Become Your Office’s Sherlock Holmes by Leveraging the 5 Why’s


You don’t treat a bullet wound with a Band-Aid.  You don’t take a bald head to the beach without sunscreen. You don’t tell your kids to idolize Miley Cyrus.  And you shouldn’t take all issues within your office at face value.  A common technique for getting to the root cause of an issue is called the “5 Whys,” and while it isn’t always required to troubleshoot the situation (don’t ask why the printer is out of paper 5 times – just add paper people), it can be a great method when employed properly.

Why use the 5 Why’s?

Simple, you can’t always treat the symptom of a problem and hope that it goes away.  Some issues are systemic and need to be treated at the source.

Why does it work?

Because it requires a deeper understanding of issues that are not necessarily easy to diagnose.  Like a toddler trying to understand the world around them, issues effecting morality or turnover or performance, need to be probed and the underlying issue (s) needs to be addressed.

Why…am I still starting my sections with Why?

Well, I’m trying to be cute.  Not working?  Got it…

Why don’t we have an example?

Good idea! For this example, let’s assume there has been a higher than average turnover rate in your organizations call center over the past 6 months.  Now, continuously having to onboard new employees is expensive, so leadership is demanding a problem to this solution.  You can look to compensate those workers better, maybe get a more talented employee in that position.  But, it’s a low-level position so it is tough to justify better perks. You could look to outsource the department, but it serves multiple purposes and it may not necessarily be the best solution to go “nuclear” on it since it did just start 6 months ago.  Let’s see if we can proposed an alternate solution by implementing the 5 Whys.  It would look something like this…

Why #1: Why is the Call Center Turnover Rate So High?

Based on exit interviews, you determine that the folks are burnt out.

Why #2: Why are they burnt out?

After pulling call center records over the last 6 months, the number of calls to the center are up 48% on average.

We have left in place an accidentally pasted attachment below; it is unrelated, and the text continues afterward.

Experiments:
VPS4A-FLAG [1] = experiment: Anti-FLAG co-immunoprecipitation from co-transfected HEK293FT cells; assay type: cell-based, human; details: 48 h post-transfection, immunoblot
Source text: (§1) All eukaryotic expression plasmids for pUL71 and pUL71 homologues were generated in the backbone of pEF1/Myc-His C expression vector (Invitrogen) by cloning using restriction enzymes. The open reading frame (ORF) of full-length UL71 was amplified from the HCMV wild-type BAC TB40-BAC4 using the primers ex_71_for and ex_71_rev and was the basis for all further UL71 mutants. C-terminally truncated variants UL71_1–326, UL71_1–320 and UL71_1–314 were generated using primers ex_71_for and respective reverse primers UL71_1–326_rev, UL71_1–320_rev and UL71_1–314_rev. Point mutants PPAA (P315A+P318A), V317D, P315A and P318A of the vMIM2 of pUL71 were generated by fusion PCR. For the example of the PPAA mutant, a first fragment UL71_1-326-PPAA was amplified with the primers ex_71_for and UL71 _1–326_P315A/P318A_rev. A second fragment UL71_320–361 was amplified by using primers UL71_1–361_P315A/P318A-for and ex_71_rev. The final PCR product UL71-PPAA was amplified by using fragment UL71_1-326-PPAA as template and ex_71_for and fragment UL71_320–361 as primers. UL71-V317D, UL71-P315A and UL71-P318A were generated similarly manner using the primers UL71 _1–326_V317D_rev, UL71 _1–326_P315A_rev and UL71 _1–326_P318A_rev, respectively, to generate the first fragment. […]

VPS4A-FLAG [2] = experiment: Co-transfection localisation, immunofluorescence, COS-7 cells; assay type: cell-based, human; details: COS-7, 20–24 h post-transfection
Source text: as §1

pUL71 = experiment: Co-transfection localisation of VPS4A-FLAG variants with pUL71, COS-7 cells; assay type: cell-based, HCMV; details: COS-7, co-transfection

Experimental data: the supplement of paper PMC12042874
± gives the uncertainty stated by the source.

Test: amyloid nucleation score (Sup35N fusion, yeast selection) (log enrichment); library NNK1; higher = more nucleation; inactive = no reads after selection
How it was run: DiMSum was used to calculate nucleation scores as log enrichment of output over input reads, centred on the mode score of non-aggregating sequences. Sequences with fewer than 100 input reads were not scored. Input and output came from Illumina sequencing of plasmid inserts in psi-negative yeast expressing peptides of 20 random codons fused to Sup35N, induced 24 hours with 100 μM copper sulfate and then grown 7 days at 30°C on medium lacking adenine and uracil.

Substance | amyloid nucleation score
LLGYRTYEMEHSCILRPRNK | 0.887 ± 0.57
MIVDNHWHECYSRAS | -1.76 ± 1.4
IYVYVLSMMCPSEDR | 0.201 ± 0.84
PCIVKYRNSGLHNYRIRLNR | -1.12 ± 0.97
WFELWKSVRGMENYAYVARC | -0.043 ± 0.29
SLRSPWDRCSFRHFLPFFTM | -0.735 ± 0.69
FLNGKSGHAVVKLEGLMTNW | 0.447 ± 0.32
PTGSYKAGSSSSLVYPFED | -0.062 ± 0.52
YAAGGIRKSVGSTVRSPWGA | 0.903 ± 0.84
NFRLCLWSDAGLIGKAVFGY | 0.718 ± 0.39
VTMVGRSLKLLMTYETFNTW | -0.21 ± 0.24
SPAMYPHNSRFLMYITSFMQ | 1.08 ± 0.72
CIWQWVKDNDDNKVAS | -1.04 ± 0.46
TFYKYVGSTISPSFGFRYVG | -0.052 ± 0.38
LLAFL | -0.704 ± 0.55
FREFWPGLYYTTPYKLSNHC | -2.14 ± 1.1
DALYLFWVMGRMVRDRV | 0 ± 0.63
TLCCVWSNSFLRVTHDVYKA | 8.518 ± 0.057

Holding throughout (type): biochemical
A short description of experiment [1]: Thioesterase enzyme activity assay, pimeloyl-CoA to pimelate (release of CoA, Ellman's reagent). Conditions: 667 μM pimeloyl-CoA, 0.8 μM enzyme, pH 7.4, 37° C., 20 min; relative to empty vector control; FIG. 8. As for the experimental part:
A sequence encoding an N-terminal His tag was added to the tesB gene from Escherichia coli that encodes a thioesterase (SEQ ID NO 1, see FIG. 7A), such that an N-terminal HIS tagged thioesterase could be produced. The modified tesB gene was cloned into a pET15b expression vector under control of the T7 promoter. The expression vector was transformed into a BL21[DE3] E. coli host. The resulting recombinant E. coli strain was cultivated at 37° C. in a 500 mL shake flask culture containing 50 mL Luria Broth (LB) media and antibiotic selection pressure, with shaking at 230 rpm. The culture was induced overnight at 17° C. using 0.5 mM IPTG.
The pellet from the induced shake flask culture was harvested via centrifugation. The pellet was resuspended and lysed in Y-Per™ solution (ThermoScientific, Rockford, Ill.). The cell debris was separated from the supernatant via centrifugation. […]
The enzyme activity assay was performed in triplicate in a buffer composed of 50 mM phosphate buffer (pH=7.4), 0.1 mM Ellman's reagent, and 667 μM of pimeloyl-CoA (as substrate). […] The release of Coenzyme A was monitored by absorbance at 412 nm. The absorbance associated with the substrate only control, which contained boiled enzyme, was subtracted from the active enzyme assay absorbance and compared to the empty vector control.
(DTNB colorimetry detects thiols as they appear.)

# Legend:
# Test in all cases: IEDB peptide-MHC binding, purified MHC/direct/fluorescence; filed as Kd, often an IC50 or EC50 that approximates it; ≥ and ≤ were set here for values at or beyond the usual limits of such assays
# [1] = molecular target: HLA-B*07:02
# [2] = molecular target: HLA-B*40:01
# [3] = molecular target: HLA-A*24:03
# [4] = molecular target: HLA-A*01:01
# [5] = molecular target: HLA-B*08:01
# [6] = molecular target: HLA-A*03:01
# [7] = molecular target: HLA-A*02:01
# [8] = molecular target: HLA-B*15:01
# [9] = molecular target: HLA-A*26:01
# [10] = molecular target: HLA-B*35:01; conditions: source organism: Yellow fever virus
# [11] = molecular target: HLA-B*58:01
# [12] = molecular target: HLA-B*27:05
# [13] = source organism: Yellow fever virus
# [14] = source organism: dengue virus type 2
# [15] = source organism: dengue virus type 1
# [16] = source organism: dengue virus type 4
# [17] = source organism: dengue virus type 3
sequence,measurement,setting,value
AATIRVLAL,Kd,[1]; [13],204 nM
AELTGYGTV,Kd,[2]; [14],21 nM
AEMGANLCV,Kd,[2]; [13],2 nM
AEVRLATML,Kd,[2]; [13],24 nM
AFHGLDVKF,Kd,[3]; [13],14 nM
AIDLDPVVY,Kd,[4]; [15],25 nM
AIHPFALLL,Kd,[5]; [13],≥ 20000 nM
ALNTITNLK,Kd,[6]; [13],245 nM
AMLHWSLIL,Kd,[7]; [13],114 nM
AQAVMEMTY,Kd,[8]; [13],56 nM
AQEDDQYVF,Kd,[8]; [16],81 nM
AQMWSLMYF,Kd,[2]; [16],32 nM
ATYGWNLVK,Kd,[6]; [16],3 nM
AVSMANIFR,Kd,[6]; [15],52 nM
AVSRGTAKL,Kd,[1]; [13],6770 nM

Why #3: Why are the calls up 48%?

Calls increased immediately after the latest update to your website.

Why #4: Why are the call rates about the website skyrocketing?

End users are having difficulty finding the functionality they desire.

Why #5: Why can’t the callers find their functionality?

Because of the website redesign, information about the Redskins is now buried under 4 different layers and the Washington Post now only lets me read 10 articles a months without a description!  Stupid Jeff Bezos!*

Why did they move that functionality?

I don’t know – probably because they don’t read my posts and properly implement A/B Testing prior to pushing the new design.  But, that is not necessarily your concern right now.  While you can’t fix everyone, you now have the information and a solution that you can propose to management.  Either rollback the new design, or, if you can determine one or a few specific items users are looking for, move that functionality forward in the design.

Why did I call out Jeff Bezos?

I honestly don’t know.  Jeff, buddy, if you are reading, and I’m sure you are because Amazon is EVERYWHERE – I love you.  Amazon Prime is AMAZING, which is why I called it out in my Take Advantage of Inspiration wherever it Strikes post.  And, it is only getting better, because I found out today that since am a Prime member, I now have free access to 6 months of Washington Post…which will certainly be enough to get me through the Redskins season which will probably be all but over by Thanksgiving.  So, it is really a non-issue right now.

Why oh why is this article still going?

It’s not.  We are done.  Sound off in the comments about your thoughts on the 5 Whys.  Have you tried employing this approach before?  Any success?  Any lessons learned? Thanks for tuning in folks – looking forward to chatting with ya’ll again next week…

Why will it take another week to post an article?

Just stop…

Steve Palmer is part of the GovLoop Featured Blogger program, where we feature blog posts by government voices from all across the country (and world!). To see more Featured Blogger posts, click here.

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The five Why’s is a great way to properly ‘define the problem’, chapter one in most public policy textbooks. While teaching policy analysis I had trouble explains to students how to do that. This is so clear. Thank you.


Thanks for this timely and insightful article Steve! I enjoyed it thouroughly and yes, Amazon Prime is Amazing except that now I´m in Mexico City and i find that they don´t deliver here– bummer!